Wealth and Reform
I haven’t read the book Capital by Thomas Piketty, but most of us know about the growing power and wealth of the 1%. That term comes from his book that Paul Krugman sums up in the video below. The information in the video has greatly influenced my current views on our political and economic systems in the US, and thereby most of the world.
Here are their conclusions about wealth.
- The wealthy are getting richer, more entrenched in politics, with a growing income and wealth inequity.
- The US is effectively an oligarchy and our wealth inequality is worse than any other developed country.
- We the people have so little influence on public policy as to be statistically near zero.
- The US has fewer social support systems than most developed countries resulting in more suffering.
- Wealth inequality has turned Washington (ie our government) into a protection racket for the 1%.
- A small tax increase on the top 1% for wealth redistribution would make a huge difference in the quality of life for the bottom 20%.
This video was produced 6 years ago, and sadly the trend continues to get worse for the average person. This is why I occasionally rant against “the system” of big business, special interests, and the wealthy elite. If you accept these conclusions, then most likely our social ills can’t be solved within the current system. Inequality, racism, police brutality, drugs, abuse, social injustice, and environmental degradation are all byproducts of this system that puts so little value on human well being and Earthcare.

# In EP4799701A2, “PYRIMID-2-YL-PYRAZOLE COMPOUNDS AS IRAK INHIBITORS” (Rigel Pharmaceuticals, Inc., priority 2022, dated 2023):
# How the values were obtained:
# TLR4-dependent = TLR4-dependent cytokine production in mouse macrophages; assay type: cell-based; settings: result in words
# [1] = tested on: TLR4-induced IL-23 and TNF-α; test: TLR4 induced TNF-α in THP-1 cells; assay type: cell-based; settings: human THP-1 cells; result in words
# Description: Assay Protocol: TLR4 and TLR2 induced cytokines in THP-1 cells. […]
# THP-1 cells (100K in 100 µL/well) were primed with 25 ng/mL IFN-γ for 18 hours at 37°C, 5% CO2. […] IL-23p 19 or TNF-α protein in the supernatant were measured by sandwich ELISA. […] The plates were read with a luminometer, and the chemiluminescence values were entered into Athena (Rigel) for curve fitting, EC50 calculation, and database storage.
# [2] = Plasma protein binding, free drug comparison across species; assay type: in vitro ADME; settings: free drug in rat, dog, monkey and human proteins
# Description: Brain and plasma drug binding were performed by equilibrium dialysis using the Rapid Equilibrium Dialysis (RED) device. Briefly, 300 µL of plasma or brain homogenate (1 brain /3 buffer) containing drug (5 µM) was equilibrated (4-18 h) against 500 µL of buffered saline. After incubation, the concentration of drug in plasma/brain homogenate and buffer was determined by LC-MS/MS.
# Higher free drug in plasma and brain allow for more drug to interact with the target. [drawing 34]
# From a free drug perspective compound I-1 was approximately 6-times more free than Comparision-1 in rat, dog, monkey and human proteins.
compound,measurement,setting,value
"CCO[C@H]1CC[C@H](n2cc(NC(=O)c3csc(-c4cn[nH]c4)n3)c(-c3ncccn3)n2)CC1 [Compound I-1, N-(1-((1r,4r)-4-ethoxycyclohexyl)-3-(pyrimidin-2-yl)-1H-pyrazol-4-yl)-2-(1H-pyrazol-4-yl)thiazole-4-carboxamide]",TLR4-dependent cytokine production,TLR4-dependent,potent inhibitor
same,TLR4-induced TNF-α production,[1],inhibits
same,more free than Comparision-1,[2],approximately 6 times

Paul Krugman is still hopeful due to the history of our political traditions, but I have lost hope in our manmade systems. It seems change would have to come from revolution, nature, or a system collapse like the fall of the Roman Empire. Here’s an interesting related article, suggesting we might be in revolutionary times. The key is that we must take responsibility, claim the moment, and make intentional choices.
After sitting with this post, I realized that I hadn’t included love and compassion. I’m judging the 1% and not trying to understand them or build bridges of compassion. Working at understanding each other with more love and compassion would certainly help. And if we shared more; each sharing the skills, talents, and resources we have. There are more than enough resources in the world (shelter, food, land, water, money, creativity, and talent) if we shared them instead of hoarding. Maybe we just need to believe in the power of love, people, and intentional choices.
I leave you with this beautiful Pentatonix rendition of John Lennon’s Imagine as inspiration.
May peace, love, and cooperation prevail.